Flexibility – A Broader Reality

Did you know that your degree of flexibility, or adaptability, contributes to your emotional intelligence?

What is flexibility? In the book “The Other Kind of Smart” it is defined as:

The ability to react quickly and appropriately to new situations.

Flexibility is also a quality that develops through meditation and maturity.

Meditation teachers Doug and Catherine Sensei encourage their students to challenge themselves to experience food, activities, people that they haven’t before or that make them uncomfortable, for the purpose of flexibility. They teach that the degree of flexibility that a person has is also the degree of freedom they have.9d2218473e44304b0acc2f14cfb2d1f7

Qualities that come with flexibility (From “The Other Kind of Smart”):

1. Confidence (how successfully we feel weve dealt with change in the past determines confidence we have dealing with new change).

2. Stress management (it is not that those who manage to adjust well to new situations don’t feel stress; they have just found ways to not let stress levels get to the point where it impairs their ability to choose, make decisions, and act when appropriate).

3. Independence (people with low levels of independence might view themselves as victims of change, feeling there is little they can do about it. more independence types look at change by focusing on ways they can use the change to benefit themselves).

4. Feeling in control (having some sense we’re in the driver’s seat of our lives is also a necessary precursor to flexibility. Feeling weak and out of control only increases our stress and desire to avoid involvement in anything new).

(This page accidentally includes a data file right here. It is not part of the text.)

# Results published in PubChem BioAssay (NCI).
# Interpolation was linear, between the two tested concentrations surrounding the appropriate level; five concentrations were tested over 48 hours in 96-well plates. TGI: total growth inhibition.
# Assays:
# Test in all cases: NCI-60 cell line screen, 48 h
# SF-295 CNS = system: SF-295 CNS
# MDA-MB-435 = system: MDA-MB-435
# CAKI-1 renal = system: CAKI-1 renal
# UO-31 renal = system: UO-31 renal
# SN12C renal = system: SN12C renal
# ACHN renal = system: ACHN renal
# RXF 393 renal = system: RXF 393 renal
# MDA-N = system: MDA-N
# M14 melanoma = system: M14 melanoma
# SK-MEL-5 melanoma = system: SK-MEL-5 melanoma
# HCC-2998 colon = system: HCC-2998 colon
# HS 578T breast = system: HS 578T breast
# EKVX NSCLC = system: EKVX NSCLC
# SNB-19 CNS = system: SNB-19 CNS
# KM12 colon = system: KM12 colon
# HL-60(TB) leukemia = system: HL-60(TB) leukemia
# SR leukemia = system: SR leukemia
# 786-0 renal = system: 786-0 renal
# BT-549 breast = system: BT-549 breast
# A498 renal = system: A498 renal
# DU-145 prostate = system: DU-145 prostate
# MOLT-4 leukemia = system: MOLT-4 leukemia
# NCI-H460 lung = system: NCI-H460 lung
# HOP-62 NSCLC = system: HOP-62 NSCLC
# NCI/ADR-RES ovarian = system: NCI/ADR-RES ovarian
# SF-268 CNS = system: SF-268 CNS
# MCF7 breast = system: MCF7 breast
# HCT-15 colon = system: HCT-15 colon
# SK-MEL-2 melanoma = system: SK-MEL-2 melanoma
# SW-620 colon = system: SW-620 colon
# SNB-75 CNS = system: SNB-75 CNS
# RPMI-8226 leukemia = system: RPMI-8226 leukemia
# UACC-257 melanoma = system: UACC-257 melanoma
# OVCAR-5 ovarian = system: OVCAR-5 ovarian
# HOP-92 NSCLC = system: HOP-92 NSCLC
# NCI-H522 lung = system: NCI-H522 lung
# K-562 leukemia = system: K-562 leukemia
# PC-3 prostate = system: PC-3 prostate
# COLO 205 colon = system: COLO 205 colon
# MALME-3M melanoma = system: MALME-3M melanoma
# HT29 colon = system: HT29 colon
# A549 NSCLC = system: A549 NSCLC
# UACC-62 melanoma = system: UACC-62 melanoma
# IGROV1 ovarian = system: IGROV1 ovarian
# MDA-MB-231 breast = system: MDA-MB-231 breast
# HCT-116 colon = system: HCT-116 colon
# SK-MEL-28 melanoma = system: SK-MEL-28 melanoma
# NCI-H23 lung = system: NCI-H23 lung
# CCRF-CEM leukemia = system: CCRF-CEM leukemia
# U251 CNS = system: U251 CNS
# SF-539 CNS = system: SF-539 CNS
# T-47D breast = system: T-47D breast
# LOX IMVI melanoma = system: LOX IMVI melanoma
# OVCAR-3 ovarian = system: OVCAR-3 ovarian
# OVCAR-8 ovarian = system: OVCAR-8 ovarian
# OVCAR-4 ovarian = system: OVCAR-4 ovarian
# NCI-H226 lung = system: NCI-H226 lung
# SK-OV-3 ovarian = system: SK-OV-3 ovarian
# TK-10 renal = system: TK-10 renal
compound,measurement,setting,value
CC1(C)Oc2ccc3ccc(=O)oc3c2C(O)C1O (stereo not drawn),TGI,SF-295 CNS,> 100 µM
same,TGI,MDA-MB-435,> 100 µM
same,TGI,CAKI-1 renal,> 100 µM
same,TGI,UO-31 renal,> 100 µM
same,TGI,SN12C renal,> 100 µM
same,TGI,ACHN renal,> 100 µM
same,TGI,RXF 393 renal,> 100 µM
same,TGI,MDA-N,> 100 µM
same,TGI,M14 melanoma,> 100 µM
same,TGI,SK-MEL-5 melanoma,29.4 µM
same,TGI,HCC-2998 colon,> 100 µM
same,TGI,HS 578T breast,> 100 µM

Flexibility and Making Mistakes

“Flexibility and trying new ways of doing things naturally results in making mistakes”

People who are flexible generally have a different view about making mistakes, whether it is their own mistakes or someone else’s. As it is with Whole View, flexible people see life as an ever changing process, rather than a stagnant box. Making mistakes is an opportunity to learn, rather than a sign of inability.

Increase Flexibility

downloadPractice 1: Where are you inflexible?


Name actual people in your life who most irritate you. Name a situation from this week that had the most negative effect on you. What are things that you would never do, or foods that you would never eat? Why do these people/ events/ activities bother you? Take note of any strong patterns of preference or repulsion because these are indications of areas in your life where you are inflexible.

downloadPractice 2: Daily changes

From “The Other Kind of Smart”

Practice making changes daily. Take a different route to work. Take your coffee break at a different time, with a different coworker. Try something totally different for lunch. Pick things that are uncomfortable and require you to stretch, but do not cause a great deal of stress.

downloadPractice 3: What do you tell yourself?

From “The Other Kind of Smart”

Be aware of what you tell yourself and how you feel when thinking about doing something different that makes you uncomfortable. Challenge the things that you tell yourself. How many messages are based on reality, and how many are based on unwarranted fears?

downloadPractice 4: Tracking changes

From “The Other Kind of Smart”

Keep track of how many routine changes you do in a week. Next week, try to increase that number

downloadPractice 5: Using others for support

From “The Other Kind of Smart”

Celebrate every time you try something new that is a stretch for you. Share the good news with those you know are supportive.

Ask for support from those you are close to who will not only be supportive but will also challenge you to reach your goals.

Ask others (that you trust) to give you examples of where they feel you could be more flexible. What area of inflexibility do you feel is most detrimental to you? Focus on that area in your goal setting and change your plan.

downloadPractice 6: Think ahead, set goals

From “The Other Kind of Smart”

While taking small steps to make changes o a regular basis, set goals at regular intervals. Six-month time periods are ideal. Establish goals that are difficult for you. (Let goals build up to bigger goals. Baby steps.)

If you do not reach your goals, don’t punish yourself, but do set goals you are more likely to reach.


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